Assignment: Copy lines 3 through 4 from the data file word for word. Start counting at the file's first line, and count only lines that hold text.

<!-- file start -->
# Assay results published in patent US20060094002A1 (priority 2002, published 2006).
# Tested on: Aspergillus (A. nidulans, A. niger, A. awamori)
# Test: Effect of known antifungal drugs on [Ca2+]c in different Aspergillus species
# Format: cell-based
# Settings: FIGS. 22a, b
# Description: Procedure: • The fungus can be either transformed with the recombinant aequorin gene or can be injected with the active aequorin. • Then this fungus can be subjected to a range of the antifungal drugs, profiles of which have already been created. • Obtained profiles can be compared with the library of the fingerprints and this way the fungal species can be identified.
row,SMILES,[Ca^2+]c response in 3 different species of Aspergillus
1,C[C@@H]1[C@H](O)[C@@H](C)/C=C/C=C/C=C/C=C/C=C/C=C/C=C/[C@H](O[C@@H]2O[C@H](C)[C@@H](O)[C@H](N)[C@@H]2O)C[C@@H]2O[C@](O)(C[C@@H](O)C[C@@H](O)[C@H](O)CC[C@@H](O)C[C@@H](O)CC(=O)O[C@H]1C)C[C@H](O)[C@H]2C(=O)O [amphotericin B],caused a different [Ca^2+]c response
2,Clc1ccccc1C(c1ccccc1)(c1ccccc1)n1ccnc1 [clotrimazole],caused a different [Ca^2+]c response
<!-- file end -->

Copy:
# Test: Effect of known antifungal drugs on [Ca2+]c in different Aspergillus species
# Format: cell-based